I started teaching at the Royal Academy of Music in London in September 2012.
One of the great pleasures of my class is that it contains students from all over the world – from the US, the UK, Europe, China, Japan and South Korea. Each brings a different perspective to things, and teaching them has given me a great deal of enjoyment.
I was fortunate to have studied first at the Paris Conservatoire with Pierre Doukan, and later at the Royal Academy of Music with Gyorgy Pauk. I also met, at the age of 13, the French violinist Gabriel Bouillon, who was then in his late eighties. At the start of his career he performed in recitals with Camille Saint-Saëns at the piano. I was lucky to be able to work on the Havanaise and the 3rd Violin Concerto by Saint-Saëns with Gabriel Bouillon, who gave me memorable insights into the world of the late French Romantic composers. It was meeting him that made me realise, even at that young age, the importance of passing on a tradition of performance and interpretation through one’s personal teaching. It left an indelible mark on the musician I am today.
No two students are the same, and there isn’t one single way of teaching the technical aspects of playing the violin, or, indeed, musicianship in general. But musical integrity and freedom of expression are what I always aspire to – both in my own playing and in striving to develop that of of my students.
Student Name: Makoto Nakata (winner of the Doris Faulkner award, the Roth prize for the highest violin mark in the year and a Regency award) says:
"My time in Professor Honoré's class was the highlight of my time at the Academy. I found myself looking forward to every lesson and feeling motivated at the end of each after all the ideas and insight I received. It was an invaluable time for me as I was inspired, guided and supported to develop not only as a violinist, but as a musician".
Student Name: Jaeun Kim (winner of the Winifred Small competition and second prize in the Mica competition) says:
"I studied with Philippe during my Master's degree at Royal Academy of Music. At the time I first met him, I was struggling with quite a lot of issues which included severe stage fright. It was truly impressive how he approached the fundamental problems from various angles and constantly fixed them with patience. Every time I finished a performance, we discussed together what was successful and what could be improved. Before his input I had solely focused on the technical mistakes, but he taught me the importance of communication with the audience. It thoroughly changed my attitude toward music and how I should play in front of the listeners.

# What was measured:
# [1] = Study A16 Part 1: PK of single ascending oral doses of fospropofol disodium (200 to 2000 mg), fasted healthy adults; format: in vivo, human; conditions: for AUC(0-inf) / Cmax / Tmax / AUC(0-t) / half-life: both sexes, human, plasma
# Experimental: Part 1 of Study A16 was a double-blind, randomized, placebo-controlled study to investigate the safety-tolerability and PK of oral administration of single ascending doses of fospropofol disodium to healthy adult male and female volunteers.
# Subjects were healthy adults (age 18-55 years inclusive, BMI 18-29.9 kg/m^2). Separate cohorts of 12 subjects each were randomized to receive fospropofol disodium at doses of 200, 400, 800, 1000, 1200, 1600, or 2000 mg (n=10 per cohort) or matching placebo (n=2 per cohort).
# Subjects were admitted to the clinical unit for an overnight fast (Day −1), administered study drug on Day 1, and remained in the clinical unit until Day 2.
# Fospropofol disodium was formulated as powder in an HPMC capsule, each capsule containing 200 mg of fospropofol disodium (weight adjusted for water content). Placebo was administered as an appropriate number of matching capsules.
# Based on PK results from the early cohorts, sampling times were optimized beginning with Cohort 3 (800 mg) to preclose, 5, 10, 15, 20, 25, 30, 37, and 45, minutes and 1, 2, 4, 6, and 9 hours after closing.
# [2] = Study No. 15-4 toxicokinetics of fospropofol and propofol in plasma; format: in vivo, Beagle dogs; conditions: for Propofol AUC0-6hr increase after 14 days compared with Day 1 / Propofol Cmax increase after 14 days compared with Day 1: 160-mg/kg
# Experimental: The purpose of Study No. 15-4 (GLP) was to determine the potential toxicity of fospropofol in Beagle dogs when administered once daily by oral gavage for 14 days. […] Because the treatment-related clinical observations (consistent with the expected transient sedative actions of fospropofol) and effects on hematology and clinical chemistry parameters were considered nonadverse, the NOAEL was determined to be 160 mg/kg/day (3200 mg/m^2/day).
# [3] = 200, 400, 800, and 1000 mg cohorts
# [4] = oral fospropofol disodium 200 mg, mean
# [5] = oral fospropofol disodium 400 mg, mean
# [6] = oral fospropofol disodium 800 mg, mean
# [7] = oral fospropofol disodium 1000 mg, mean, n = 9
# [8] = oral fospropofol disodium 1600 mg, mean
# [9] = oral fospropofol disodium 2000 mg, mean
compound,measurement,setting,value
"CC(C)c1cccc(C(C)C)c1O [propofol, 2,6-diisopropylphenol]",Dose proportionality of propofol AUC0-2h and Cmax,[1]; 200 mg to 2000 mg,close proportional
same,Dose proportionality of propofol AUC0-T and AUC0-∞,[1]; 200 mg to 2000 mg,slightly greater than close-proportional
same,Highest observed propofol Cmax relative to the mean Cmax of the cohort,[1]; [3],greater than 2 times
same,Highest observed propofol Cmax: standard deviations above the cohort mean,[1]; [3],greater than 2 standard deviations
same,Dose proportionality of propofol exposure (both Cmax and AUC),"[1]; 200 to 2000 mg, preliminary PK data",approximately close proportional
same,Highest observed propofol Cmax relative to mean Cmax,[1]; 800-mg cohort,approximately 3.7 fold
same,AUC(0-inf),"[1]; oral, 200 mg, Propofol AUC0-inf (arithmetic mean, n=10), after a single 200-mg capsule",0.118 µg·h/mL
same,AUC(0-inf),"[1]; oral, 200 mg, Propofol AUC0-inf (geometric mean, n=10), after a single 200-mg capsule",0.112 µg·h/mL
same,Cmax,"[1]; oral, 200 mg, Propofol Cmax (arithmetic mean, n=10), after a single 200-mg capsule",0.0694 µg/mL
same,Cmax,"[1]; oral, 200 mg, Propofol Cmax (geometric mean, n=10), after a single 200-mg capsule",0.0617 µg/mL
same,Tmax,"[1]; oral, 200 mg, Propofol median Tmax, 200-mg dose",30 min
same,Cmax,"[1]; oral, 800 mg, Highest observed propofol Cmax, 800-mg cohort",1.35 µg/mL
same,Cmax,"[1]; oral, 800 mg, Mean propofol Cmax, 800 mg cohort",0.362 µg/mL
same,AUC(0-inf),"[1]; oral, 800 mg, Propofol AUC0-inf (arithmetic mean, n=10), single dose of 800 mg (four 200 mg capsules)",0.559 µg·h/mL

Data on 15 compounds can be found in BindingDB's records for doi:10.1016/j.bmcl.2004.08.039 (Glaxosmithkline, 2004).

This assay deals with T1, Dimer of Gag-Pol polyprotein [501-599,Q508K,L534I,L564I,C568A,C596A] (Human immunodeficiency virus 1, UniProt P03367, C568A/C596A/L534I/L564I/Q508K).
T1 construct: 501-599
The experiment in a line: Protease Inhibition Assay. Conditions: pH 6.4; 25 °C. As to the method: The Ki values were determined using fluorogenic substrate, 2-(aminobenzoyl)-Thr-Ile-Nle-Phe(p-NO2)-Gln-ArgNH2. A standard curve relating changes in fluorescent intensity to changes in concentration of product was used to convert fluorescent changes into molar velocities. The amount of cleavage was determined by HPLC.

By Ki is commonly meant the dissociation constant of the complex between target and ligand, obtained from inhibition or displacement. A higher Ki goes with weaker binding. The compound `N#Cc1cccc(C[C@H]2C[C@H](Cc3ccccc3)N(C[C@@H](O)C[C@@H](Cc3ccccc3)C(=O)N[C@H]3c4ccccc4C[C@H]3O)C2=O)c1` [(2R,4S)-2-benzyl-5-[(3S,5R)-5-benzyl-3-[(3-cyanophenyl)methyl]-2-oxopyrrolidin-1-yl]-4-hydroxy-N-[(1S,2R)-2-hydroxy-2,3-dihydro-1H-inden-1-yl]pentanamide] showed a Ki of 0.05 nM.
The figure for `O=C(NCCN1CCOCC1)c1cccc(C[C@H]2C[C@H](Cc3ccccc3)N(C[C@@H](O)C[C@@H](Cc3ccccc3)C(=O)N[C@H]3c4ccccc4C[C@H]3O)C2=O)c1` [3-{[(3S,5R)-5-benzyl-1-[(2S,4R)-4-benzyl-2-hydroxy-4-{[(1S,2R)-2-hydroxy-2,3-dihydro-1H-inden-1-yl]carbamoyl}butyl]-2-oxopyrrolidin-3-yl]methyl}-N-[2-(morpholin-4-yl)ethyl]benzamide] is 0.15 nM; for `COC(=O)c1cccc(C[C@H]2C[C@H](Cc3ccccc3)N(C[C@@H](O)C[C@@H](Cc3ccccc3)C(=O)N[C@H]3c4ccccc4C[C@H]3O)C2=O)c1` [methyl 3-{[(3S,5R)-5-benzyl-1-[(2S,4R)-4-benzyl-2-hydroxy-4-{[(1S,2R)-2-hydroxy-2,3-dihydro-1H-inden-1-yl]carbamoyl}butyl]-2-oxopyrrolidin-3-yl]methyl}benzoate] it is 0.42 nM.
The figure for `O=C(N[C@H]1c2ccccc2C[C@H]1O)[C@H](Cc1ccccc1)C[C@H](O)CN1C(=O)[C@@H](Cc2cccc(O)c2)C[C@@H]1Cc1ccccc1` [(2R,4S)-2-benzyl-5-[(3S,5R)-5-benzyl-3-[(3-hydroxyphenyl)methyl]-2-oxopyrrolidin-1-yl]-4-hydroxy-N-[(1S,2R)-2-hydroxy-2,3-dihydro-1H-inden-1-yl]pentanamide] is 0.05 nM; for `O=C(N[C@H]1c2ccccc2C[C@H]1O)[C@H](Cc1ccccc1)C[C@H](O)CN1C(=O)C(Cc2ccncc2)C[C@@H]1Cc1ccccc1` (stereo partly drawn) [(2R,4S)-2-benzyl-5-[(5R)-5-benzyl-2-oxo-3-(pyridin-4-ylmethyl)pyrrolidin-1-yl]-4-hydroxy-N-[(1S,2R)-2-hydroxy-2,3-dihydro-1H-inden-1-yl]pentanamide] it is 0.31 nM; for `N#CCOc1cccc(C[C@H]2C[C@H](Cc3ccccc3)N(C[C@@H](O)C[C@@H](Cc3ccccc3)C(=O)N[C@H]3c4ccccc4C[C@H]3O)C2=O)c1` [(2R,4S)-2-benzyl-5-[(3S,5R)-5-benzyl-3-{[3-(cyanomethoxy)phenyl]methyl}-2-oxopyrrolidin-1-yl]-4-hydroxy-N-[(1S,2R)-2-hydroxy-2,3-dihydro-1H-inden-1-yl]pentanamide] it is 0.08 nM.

As time went by, I found myself enjoyed performing on the stage which I had always considered as a lonely battlefield on my own. I gained confidence by winning the 1st prize in Winifred Small competition and the 2nd prize in Mica Comberti competition, and it led me to the bigger stages including playing with London Sinfonietta in the Royal Festival Hall, Sainsbury Soloists concert in Wigmore Hall, and Rising Soloist concert in Royal Northern College of Music. After graduation, I kept studying with him to prepare for the orchestra auditions and successfully joined Southbank Sinfonia 2018.
Indeed, It was a blessing that I met Philippe. I'm genuinely grateful to him that he has never given up on me".
Student Name: James Heron (winner of the Delius Prize) says:
"My time with Philippe was significant in my technical and musical development. He demanded things of me that I did not know I was able to do, and he efficiently drew my attention to aspects of my playing that needed more self awareness. Philippe was just the teacher I needed to help me break into the professional realm, and I greatly appreciate his caring attitude through what can be a difficult and extremely rewarding discipline, and whilst studying with him I had the confidence to secure my first trials for professional work"
Student Name: Jia Tianyun (current member of the Los Angeles Philharmonic and second prize winner Qingdao China International Violin Competition) says:
"Mr. Honoré was a very encouraging teacher and mentor. Through our lessons and discussions, I gained much valuable insight into the world of music. He is a man of integrity and wisdom, and will make sure to help his students surpass their limits and reach for new heights. I had a recital to give at the Southbank Centre, and Mr. Honore was there behind-the-scenes from start-to-finish. With his guidance, my recital at the Centre was not only successful, but one of the best performances I had ever given throughout my whole career."